To study the structure of organs, small pieces of them ,sized 1 to 2 mm are needed, which are called sampling and the tissue piece itself is called specimente . Sampling or biopsy is done in two ways:
Sampling of living organisms
This is called a biopsy and is done using special needles
Sampling of the corpse
Performed immediately after death, called an autopsy.
On one hand Samples taken from the body, must retain their properties and, on the other hand, they must be prepared for sliding and microscopic examination and then for archiving or further study. One of the important factors in tissue processing is the size of the tissue pieces prepared by the doctor or pathologist.
The larger the pieces are, the more time needed so, tissue samples should know the maximum allowed size and try to cut the pieces conforming to that size to achieve uniform results. For example, sometimes it is needed that the center or the surrounding or both of them should be biopsied .Sometimes new lesions and sometimes old ones have specific findings. The thickness of the sample varies according to the proposed diagnosis. For example, for diagnosing paniculitis (inflammation of the hypodermis) it is necessary to sample the depth of the hypodermis.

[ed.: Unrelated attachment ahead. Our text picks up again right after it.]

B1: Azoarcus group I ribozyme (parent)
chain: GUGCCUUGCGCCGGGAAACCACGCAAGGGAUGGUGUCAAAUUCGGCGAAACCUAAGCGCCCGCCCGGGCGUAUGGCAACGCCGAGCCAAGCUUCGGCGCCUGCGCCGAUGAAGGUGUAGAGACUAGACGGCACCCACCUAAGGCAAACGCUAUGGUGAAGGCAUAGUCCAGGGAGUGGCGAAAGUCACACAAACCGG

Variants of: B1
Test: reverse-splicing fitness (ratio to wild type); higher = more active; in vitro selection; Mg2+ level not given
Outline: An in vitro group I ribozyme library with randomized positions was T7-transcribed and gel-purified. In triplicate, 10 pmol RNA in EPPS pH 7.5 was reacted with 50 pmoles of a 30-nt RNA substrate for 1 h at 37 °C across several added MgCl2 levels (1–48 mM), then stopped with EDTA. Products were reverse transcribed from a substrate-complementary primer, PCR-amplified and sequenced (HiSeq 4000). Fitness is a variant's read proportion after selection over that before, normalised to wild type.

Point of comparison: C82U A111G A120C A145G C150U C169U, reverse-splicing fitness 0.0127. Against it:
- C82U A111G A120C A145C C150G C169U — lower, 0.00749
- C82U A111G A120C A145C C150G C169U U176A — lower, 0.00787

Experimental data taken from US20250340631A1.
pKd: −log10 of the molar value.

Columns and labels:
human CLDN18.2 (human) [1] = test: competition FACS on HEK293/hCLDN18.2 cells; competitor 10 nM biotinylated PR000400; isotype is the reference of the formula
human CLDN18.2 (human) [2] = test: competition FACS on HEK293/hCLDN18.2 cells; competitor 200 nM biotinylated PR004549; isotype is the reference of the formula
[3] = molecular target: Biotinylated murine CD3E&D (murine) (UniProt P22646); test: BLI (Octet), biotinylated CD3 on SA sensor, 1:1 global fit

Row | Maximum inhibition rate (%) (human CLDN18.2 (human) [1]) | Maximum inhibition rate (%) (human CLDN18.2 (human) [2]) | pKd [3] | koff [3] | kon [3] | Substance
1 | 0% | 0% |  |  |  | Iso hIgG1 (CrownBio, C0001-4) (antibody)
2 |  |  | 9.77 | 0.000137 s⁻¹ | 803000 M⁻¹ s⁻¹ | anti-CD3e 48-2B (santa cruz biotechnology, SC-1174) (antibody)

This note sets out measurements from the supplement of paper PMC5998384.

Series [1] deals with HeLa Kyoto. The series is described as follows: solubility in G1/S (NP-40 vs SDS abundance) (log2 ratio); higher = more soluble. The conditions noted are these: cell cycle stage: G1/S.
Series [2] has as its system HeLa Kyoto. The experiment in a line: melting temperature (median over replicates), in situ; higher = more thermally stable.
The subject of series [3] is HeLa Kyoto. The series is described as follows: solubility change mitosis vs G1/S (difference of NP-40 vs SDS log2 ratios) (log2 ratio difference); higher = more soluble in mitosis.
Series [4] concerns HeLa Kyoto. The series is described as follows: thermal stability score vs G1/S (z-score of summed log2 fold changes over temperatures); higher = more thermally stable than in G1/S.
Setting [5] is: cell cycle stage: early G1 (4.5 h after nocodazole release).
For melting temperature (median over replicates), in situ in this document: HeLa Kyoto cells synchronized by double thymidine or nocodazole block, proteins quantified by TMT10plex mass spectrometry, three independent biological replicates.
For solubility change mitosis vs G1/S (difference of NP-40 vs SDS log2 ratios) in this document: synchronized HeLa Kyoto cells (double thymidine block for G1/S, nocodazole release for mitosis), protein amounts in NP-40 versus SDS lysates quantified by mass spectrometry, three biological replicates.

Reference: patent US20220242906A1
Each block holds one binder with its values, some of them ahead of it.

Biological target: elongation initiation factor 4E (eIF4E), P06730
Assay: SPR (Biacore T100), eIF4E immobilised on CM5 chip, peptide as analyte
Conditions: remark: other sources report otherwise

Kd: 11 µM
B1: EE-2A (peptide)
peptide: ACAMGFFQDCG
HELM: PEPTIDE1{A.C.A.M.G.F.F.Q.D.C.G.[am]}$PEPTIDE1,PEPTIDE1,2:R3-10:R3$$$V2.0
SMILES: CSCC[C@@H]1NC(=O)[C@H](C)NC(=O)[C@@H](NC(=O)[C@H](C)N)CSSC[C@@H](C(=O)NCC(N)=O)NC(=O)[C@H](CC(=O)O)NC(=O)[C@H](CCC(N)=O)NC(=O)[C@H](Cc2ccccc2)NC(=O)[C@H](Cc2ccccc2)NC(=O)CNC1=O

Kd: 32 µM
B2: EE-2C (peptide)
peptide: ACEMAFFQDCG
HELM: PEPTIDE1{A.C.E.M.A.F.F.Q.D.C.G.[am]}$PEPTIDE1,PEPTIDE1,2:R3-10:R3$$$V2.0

Sometimes it is necessary to have an example of a non-affected area for comparison. Sometimes secondary changes occur in some areas that affect the main pattern of the disease. The smaller the tissue thickness and the length, the better the penetration of the fixators to the tissue . The average thickness of the texture for normal procedure is 3-5 mm and the appropriate surface is 3-10 cm. For example, it is better to prepare a prostate tissue sample with a thickness of 0.5 mm and a cross section of 10 x 10 mm square.
-sectional sampling of kidney tissue